1907, Member of winning team at Pennsylvania state championship; 1910,  World’s Championship Cup in Atlantic City; 1914, Indoor Championship, Madison Square Garden; 1915, Clay Target title at the Grand American in Chicago; 1915 and 1918, singles championship at Pennsylvania state tournament; 1917, Canadian National Exhibition champion; 1931 and 1933, doubles championship at state tournament; 1933, Pennsylvania state champion. He held the high state singles averages six times from 1913 to 1922; his 1913 average of .9527 was second in national ranking. Newcomb also led singles averages in the Philadelphia Trapshooting League four years between 1905 and 1915. He was average leader at several tournaments and clubs, including the Pinehurst Midwinter. Eastern Handicap, Westy Hogans, Southern Handicap, Boston Athletic Club, Quaker City GC, Penn Athletic Club and two state shoots. He was active in the Pennsylvania State Sportsmen’s Association and was one of the founders of the Quaker City Gun Club of Philadelphia in 1920.

Newcomb set two world records. In 1914 he broke 494x500 during a three-day tournament in Pittsburgh; and on July 7, 1916, he was part of a record-setting squad of 497x500, one better than the previous record set in 1907.

He was inducted into the Pennsylvania Trapshooting Hall of Fame in 1991, and the National Trapshooting Hall of Fame in 1999.

Newcomb was also a talented basketball player. He was a guard on the Camden Electrics team in the National League, the first organized professional basketball league.

09 October 2010

Gardner D. Newcomb

A reader named axybob wrote:

Gardner D Newcomb. He is my great grand father on my mother's side. Born in Maine, went to Ohio, enlisted in Co. 1, 62nd Regiment Ohio Volunteers, December 1861. Was wounded Fort Wagner S.C., honorably discharged August 24, 1865. I have copies of all of his military commissions as well as a photo of him. If anyone is interested to receive copies, I am happy to send through. His son was George Newcomb of Creston, Iowa. The only pharmacist in town.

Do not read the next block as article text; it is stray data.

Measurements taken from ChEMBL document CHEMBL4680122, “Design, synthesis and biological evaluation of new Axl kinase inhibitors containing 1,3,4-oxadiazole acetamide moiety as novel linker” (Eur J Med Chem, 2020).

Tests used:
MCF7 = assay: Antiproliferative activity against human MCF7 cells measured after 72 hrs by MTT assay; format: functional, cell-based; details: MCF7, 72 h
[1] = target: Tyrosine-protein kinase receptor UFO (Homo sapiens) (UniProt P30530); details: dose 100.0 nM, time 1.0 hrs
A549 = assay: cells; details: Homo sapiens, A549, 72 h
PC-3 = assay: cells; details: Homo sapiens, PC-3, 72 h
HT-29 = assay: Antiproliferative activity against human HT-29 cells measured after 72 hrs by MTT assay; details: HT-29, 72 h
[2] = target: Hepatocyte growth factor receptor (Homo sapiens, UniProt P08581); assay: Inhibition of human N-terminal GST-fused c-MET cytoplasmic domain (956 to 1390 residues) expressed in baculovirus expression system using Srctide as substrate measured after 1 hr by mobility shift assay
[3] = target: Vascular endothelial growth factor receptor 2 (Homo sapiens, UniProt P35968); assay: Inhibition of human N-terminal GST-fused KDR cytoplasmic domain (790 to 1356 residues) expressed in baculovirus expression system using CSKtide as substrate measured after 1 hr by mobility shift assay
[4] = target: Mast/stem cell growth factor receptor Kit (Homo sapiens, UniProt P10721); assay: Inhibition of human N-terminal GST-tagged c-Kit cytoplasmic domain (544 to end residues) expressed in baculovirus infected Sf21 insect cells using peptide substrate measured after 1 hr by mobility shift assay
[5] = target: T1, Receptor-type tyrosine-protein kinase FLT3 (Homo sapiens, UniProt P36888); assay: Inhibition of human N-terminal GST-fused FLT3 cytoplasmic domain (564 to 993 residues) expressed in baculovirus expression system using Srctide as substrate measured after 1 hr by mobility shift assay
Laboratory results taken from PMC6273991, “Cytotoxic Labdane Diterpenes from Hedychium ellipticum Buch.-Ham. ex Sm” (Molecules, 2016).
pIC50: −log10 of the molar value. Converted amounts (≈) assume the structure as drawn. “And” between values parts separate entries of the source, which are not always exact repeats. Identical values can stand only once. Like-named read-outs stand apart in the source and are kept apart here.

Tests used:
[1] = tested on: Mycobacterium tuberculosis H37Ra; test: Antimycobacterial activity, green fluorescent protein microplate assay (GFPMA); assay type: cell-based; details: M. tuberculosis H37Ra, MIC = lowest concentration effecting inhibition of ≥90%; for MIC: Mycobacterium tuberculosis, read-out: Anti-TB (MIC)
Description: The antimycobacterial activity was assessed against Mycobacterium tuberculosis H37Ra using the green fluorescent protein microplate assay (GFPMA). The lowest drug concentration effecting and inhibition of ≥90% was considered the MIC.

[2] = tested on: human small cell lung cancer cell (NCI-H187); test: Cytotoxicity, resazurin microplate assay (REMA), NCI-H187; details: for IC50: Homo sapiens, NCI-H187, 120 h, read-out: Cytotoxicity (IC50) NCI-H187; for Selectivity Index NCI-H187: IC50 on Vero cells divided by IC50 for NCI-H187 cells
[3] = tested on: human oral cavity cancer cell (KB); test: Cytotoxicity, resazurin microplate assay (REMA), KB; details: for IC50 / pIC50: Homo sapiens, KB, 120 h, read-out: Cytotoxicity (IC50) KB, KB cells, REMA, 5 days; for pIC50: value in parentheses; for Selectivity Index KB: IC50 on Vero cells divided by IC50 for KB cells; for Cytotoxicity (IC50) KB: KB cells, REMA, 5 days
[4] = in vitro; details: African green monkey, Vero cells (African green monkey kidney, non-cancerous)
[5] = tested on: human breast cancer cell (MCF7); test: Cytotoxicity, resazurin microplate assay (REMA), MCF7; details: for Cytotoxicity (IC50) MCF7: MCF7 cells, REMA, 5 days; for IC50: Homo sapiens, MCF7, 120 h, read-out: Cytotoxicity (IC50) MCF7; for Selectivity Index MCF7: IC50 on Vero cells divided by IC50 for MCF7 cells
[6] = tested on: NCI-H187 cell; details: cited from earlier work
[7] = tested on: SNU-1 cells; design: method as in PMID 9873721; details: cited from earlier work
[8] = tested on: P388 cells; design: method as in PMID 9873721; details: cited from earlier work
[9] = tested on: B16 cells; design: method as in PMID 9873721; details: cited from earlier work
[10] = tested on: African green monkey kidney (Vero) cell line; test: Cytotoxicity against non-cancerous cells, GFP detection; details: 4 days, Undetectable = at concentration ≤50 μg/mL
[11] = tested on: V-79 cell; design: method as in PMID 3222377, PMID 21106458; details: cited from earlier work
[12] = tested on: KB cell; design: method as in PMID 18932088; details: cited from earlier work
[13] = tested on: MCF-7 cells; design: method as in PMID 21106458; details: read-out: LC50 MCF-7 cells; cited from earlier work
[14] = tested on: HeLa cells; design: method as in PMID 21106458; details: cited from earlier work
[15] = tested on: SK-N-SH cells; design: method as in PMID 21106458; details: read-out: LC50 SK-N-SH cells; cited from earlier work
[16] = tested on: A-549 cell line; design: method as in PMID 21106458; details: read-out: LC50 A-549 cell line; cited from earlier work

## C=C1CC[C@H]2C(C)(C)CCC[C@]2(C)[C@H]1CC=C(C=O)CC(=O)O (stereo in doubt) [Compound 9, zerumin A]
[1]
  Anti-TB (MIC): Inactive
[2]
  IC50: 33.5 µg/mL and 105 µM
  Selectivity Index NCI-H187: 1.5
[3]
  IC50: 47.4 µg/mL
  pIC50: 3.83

06 October 2010

Fay A. Newcomb

Fay A. Newcomb (BMN #2586a) was born 27 Apr 1884, according to his WWI draft registration (which gives his middle name as Alva). According to B.M. Newcomb, he was born 25 Apr 1889, in Carrollton MO, the son of Matthew Dickey Newcomb (b. 12 Oct 1847, BMN #1518) and Aurilla Moulton (b. 29 Jul 1859).  However, he does not appear with them in the 1900 census, when he would have been between 11 and 16 years old. Their other children are listed. The 1900 census does list Alva F. Newcomb, born Apr 1888, living with his divorced mother, Ida M., in Carrollton, living with her family, the Chapmans. Missouri marriage records show a marriage between Matthew D. Newcomb and Ida W. Chapman 5 Aug 1877 in Carroll MO. The 1880 census shows Matthew D. and Ida M. Newcomb in Carrollton with their child Ona (one of the children BMN listed with Matthew and Aurilla) and an infant son. Were there two different Matthew D. Newcombs in the same area at the same time, both of whom happened to have a child named Ona, thus confusing B.M. Newcomb? Or did Matthew have two wives (possibly marrying one before divorcing the other)?

01 October 2010

Charles Newcomb (1818-1899)

B.M. Newcomb wrote: Soon after his father's death, Mr. Newcomb went to live with his aunt, Joanna (Newcomb) Jones of Holden ME. He moved to Orrington in 1837; in mercantile business for twenty-five years, following successful lumber business at E. Orrington; in 1861 moved to Brewer, where in partnership with Mr. Robinson he had extensive grocery and ship chandler business under firm name Charles Newcomb and Co. He retired in 1883 and returned to E. Orrington. In 1870 he represented the towns of Orrington and Brewer in Legislature of Maine.